server {
listen 80;
server_name www.liquidwebtest.com;
return 301 $scheme://www.liquidweb.com$request_uri;
}

  • Server { } is defining the block
  • Listen “what port to listen to”
  • Server_name “defining the incoming requested URL”
  • Return “what the server returns from this request”

NGINX Rewrite Directive

The rewrite directive is somewhat different that the rewrite rules in .htaccess. It needs to be placed in a specific location or server block in order to rewrite the URL. The rewrite directive is usually used to perform smaller tedious tasks. For example, it is used in some cases to capture elements in the original URL or change elements in the path. The NGINX rewrite directive can get very complicated but once you understand the basic syntax it can be a lot less intimidating. I have included the basic syntax for a NGINX rewrite directive below.

rewrite regex URL [flag];
It is important to know a rewrite directive will almost always return a HTTP 301 or 302 status code. If you need your web server to return a different status code, the return directive is needed after the rewrite. I have included an example below from NGINX’s rewrite module documentation.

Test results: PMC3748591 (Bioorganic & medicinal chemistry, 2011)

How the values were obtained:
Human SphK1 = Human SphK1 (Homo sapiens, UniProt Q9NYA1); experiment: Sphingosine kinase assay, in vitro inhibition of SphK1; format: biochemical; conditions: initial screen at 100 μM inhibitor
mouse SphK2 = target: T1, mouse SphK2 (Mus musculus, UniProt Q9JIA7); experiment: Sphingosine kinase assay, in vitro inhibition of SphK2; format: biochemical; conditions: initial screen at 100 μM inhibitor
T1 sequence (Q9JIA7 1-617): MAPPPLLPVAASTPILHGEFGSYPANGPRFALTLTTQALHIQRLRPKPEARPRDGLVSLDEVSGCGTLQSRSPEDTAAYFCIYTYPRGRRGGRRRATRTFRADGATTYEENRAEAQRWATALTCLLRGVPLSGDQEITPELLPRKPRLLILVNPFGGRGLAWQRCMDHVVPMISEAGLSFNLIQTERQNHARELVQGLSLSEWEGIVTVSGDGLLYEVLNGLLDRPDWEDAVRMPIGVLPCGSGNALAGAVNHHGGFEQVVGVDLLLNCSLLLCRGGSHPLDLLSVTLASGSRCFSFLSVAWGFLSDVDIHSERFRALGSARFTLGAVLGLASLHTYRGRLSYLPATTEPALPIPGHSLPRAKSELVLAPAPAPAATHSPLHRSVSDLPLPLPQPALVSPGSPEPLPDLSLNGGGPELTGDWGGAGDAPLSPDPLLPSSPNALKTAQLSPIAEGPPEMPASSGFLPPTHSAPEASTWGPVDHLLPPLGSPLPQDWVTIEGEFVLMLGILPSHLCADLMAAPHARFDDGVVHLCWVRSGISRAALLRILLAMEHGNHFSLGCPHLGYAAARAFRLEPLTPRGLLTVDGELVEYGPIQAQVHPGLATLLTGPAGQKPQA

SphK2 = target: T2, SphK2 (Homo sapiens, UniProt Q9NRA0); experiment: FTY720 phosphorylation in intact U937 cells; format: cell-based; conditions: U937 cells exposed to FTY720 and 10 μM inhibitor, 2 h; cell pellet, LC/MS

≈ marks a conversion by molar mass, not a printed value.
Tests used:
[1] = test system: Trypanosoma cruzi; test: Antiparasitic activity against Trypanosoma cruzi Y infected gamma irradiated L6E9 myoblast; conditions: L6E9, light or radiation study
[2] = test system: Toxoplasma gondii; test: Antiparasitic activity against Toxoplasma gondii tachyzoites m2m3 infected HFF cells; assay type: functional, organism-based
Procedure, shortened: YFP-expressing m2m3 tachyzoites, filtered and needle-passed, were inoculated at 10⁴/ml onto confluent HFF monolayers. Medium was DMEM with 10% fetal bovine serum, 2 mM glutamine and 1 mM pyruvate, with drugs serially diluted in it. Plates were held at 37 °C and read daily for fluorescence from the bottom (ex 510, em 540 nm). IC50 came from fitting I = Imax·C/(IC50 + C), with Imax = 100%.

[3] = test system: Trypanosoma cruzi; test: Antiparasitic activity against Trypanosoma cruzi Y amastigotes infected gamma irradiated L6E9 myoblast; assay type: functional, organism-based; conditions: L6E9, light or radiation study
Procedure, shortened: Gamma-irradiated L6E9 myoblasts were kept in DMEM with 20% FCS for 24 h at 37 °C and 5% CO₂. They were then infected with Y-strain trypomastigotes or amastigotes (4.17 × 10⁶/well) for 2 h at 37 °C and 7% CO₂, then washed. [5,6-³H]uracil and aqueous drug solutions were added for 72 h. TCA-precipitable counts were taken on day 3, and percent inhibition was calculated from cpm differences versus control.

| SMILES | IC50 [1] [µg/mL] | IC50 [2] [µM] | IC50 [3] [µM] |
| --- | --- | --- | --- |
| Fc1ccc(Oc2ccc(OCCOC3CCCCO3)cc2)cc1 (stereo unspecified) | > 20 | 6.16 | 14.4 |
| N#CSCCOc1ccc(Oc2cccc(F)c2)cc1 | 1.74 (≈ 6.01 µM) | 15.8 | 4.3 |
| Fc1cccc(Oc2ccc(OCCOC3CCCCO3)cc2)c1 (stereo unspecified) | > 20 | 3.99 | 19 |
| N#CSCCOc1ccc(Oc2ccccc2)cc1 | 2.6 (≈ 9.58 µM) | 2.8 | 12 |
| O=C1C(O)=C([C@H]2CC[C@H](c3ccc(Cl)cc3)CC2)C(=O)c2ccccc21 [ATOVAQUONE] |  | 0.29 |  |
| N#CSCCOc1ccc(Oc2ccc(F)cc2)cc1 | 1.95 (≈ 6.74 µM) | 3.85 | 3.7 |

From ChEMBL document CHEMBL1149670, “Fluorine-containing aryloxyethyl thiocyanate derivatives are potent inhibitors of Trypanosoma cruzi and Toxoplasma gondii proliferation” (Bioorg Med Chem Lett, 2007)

server{
...
rewrite ^(/download/.*)/media/(.*)\..*$ $1/mp3/$2.mp3 last;
rewrite ^(/download/.*)/audio/(.*)\..*$ $1/mp3/$2.ra last;
return 403;
...
}

In this example the URLs that start with /download followed by /media or /audio are matched. Afterwards directories /media and /audio elements that contain /mp3 will have the extension .mp3 or .ra file extension added to the URL. This return directive will return a 403 to the client if the URL does not match the rewrite rule.